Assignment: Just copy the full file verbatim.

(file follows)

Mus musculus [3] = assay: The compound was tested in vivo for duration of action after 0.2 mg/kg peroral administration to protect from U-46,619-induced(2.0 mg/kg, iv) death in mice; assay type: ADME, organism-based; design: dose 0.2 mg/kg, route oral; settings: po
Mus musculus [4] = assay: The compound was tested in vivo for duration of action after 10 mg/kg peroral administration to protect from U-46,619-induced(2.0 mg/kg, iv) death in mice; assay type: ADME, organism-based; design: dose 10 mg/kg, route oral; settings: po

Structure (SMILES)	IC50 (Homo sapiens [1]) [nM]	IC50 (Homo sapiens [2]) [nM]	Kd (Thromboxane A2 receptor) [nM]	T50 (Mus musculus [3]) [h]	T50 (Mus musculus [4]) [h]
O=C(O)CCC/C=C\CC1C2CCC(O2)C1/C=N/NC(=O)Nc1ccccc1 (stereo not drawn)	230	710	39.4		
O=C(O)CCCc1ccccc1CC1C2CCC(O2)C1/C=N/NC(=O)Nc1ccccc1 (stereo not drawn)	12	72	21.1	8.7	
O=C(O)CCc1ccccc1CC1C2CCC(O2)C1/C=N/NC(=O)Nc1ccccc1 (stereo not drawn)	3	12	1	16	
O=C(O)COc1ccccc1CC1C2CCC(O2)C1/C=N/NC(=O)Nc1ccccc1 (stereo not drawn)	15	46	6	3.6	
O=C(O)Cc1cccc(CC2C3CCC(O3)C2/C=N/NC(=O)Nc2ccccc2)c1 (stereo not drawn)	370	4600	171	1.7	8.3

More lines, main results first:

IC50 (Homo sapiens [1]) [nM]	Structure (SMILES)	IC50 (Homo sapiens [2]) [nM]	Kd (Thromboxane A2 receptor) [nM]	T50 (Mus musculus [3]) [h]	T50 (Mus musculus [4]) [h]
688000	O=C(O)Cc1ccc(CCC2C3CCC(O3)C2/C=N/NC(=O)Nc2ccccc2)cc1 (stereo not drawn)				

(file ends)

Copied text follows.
Mus musculus [3] = assay: The compound was tested in vivo for duration of action after 0.2 mg/kg peroral administration to protect from U-46,619-induced(2.0 mg/kg, iv) death in mice; assay type: ADME, organism-based; design: dose 0.2 mg/kg, route oral; settings: po
Mus musculus [4] = assay: The compound was tested in vivo for duration of action after 10 mg/kg peroral administration to protect from U-46,619-induced(2.0 mg/kg, iv) death in mice; assay type: ADME, organism-based; design: dose 10 mg/kg, route oral; settings: po

Structure (SMILES)	IC50 (Homo sapiens [1]) [nM]	IC50 (Homo sapiens [2]) [nM]	Kd (Thromboxane A2 receptor) [nM]	T50 (Mus musculus [3]) [h]	T50 (Mus musculus [4]) [h]
O=C(O)CCC/C=C\CC1C2CCC(O2)C1/C=N/NC(=O)Nc1ccccc1 (stereo not drawn)	230	710	39.4		
O=C(O)CCCc1ccccc1CC1C2CCC(O2)C1/C=N/NC(=O)Nc1ccccc1 (stereo not drawn)	12	72	21.1	8.7	
O=C(O)CCc1ccccc1CC1C2CCC(O2)C1/C=N/NC(=O)Nc1ccccc1 (stereo not drawn)	3	12	1	16	
O=C(O)COc1ccccc1CC1C2CCC(O2)C1/C=N/NC(=O)Nc1ccccc1 (stereo not drawn)	15	46	6	3.6	
O=C(O)Cc1cccc(CC2C3CCC(O3)C2/C=N/NC(=O)Nc2ccccc2)c1 (stereo not drawn)	370	4600	171	1.7	8.3

More lines, main results first:

IC50 (Homo sapiens [1]) [nM]	Structure (SMILES)	IC50 (Homo sapiens [2]) [nM]	Kd (Thromboxane A2 receptor) [nM]	T50 (Mus musculus [3]) [h]	T50 (Mus musculus [4]) [h]
688000	O=C(O)Cc1ccc(CCC2C3CCC(O3)C2/C=N/NC(=O)Nc2ccccc2)cc1 (stereo not drawn)				